The CGI and ILGU have launched an innovative campaign to drive girls and ladies participation in all aspects of golf in Ireland. Level Par was launched last week and the programme is a culmination of work carried out by the R&A, Sport Ireland and the governing bodies for amateur golf in Ireland. Anne McCormack heads the programme on behalf of The Confederation of Golf in Ireland (CGI), and with the support of Chief Executives of the GUI and ILGU Pat Finn and Sinead Heraty, Level Par was established in mid-2019 after reviewing the available research. “Level Par is a four pillar programme for golf, inspired Continue reading
The AGM of the ILGU took place last weekend and it was a special occasion for Monkstown’s Ada O’Sullivan as she was awarded Honorary Life Membership by the national governing body. Ada has one of the most comprehensive records of any female golfer in Ireland. She represented Munster, as a member of the girls’ team in 1980 & 1981 and the Women’s Team from 1982 -1997, fifteen years. She was the first ever winner of the Girlie Hegarty Trophy in 1994. As a player she represented Ireland at the Girls’ Home Internationals in 1980 & 1981.
She then played on the Women’s Home International Team seven times between 1982 & 1997 and at the Women’s European Team Championships in 1993, 1994 and 1995. She was the winner of the Sherry Cup in 1994 (European Masters 72 hole stroke play). Following her playing career, Ada represented Ireland as Captain of the Girls’ Home International Team in 1999 & 2000 and the Under 21 Team at the European Championship in 2000. She would go on to become the first High Performance Director on the ILGU Board in 2010.
Her first experience of Captaining a GB&I Team was at The Espirito Santo Trophy in Malaysia in 2002. This preceded GB&I Captaincy in 2003 & 2005 when her Team brought home the Vagliano Trophy playing at Co. Louth. In 2004 and 2006 Ada was invited to be Captain of the GB&I Curtis Cup Teams. ILGU President Brigid McCaw was delighted to present Ada with the award on Saturday. “Ada is a very capable, strong, fun loving person who – when asked to take on a responsible task – takes it on with great enthusiasm and leaves no stone unturned to make it a success” said McCaw upon presenting her with Life Honorary Membership. “We are very proud of all our Honorary Life Members and Past Presidents. I would like to take this opportunity to thank them for being, as it were, “on call” and for their willingness to sharing their experiences and sound knowledge.” Life Membership was also Continue reading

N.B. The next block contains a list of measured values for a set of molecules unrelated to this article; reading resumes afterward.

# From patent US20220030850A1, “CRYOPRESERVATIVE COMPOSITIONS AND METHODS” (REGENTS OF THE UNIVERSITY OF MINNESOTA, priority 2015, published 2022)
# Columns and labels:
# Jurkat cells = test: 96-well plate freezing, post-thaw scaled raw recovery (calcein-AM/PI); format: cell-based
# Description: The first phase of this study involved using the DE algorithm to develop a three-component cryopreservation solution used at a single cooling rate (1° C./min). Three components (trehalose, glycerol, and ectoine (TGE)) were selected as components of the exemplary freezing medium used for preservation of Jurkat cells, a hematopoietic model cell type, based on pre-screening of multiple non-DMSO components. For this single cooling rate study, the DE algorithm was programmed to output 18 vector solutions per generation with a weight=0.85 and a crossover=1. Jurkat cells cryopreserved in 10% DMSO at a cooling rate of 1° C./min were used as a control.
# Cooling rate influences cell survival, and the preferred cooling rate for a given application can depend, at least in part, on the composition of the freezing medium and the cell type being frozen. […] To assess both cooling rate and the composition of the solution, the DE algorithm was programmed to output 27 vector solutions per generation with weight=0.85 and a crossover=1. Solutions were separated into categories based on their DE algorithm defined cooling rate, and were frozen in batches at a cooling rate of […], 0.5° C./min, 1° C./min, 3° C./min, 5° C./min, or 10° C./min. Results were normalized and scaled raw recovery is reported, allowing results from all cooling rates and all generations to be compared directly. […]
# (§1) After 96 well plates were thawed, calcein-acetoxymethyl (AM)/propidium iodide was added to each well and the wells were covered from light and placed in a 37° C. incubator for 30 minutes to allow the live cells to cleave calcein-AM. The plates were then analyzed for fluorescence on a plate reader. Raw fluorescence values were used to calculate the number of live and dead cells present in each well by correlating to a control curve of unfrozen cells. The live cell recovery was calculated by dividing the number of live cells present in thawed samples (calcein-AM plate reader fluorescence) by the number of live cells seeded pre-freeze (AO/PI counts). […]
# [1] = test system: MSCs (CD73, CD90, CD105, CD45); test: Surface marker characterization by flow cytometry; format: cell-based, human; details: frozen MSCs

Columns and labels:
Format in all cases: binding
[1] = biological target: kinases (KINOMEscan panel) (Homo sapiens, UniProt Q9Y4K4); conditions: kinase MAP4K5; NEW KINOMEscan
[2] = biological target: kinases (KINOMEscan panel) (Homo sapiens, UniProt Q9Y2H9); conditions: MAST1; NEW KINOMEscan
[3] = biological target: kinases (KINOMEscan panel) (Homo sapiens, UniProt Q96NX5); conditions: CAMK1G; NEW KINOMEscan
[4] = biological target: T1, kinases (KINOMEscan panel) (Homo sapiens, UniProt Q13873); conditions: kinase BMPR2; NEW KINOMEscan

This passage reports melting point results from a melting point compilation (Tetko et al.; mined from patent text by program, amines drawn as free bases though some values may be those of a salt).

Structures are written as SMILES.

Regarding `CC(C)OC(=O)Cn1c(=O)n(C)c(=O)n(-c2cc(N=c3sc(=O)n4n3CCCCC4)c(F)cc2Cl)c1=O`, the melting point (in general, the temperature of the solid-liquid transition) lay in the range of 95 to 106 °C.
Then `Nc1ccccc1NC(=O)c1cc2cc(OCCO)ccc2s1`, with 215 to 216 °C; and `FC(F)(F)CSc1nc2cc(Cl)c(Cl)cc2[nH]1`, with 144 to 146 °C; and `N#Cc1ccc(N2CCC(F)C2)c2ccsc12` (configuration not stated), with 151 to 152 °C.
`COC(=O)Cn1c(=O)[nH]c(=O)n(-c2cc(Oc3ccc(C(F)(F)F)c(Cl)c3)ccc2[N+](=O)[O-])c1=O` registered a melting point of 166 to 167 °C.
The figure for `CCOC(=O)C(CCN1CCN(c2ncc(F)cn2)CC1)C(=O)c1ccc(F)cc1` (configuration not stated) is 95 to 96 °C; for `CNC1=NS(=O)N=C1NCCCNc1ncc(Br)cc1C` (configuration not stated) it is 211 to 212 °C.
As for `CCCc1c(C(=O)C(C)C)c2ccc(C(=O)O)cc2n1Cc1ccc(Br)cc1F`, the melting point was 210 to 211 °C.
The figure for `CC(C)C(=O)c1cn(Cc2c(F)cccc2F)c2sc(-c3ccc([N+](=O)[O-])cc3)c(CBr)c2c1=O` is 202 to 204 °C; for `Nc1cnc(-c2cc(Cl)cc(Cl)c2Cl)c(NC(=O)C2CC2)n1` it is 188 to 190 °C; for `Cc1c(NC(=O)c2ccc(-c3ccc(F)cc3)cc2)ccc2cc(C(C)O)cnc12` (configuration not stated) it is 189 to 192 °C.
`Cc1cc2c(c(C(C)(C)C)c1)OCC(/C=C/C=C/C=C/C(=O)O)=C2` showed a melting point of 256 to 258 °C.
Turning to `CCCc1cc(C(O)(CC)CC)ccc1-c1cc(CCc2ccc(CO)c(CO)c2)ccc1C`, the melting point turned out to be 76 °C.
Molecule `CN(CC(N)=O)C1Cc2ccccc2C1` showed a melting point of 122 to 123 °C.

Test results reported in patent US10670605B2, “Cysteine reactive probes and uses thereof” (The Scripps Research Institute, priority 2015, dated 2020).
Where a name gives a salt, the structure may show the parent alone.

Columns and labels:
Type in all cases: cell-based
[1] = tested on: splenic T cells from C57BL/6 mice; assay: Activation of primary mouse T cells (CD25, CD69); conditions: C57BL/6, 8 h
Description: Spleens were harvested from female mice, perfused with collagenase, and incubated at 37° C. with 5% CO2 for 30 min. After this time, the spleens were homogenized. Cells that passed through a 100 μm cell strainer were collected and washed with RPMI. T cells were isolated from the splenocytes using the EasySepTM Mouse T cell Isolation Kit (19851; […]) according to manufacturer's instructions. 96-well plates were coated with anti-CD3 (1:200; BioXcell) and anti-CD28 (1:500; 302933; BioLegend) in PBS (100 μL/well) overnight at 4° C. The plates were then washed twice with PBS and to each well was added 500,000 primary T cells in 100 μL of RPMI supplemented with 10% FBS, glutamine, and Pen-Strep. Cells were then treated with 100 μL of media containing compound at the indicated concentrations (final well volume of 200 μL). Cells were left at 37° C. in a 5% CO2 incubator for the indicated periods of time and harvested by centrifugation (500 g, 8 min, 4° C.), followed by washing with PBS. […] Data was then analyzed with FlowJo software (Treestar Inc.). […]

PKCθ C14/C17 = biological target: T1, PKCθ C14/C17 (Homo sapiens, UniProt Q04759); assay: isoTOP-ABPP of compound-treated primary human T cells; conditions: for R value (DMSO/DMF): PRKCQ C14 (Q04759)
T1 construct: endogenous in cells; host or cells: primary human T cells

Golf in North Cork can be traced back to 1892, and almost 130 years later it’s still thriving. While the rise of the sport exploded in the early part of the 19th century, it’s popularity remained strong right up to today. It’s a testament to the North Cork clubs that they have withstood several challenges and remain popular destinations for both members and guests. Fermoy holds the honour of hosting the earliest recorded golf match in 1892 when the locally based British army officers took on the neighbouring garrison in Lismore. Fermoy Golf Clubs traces it’s history back to 1893, and like many other clubs they had several homes including the racecourse, the Aerodrome, and Continue reading
West Cork is famed for it’s sporting traditions, and golf forms a big part of that with the sport going back to the 1880’s. That means that golf pre-dates many other organised sports, although in the early years the sport was dominated by army officers and based bear garrisons, barracks and camps. From rough and ready makeshift courses that rarely lasted longer than a short lease, the courses that survived have developed into a number of nine and eighteen hole gems. Bandon and Kinsale are both in West Cork, but their proximity to the city allow for a large travelling membership from the city and surburbs. Bandon is now over 110 years old, and has been based in the Castlebernard for all of that time. It has the distinction of being the first West Cork Club to extend to 18 holes back in 1978. One of the largest and most successful clubs Continue reading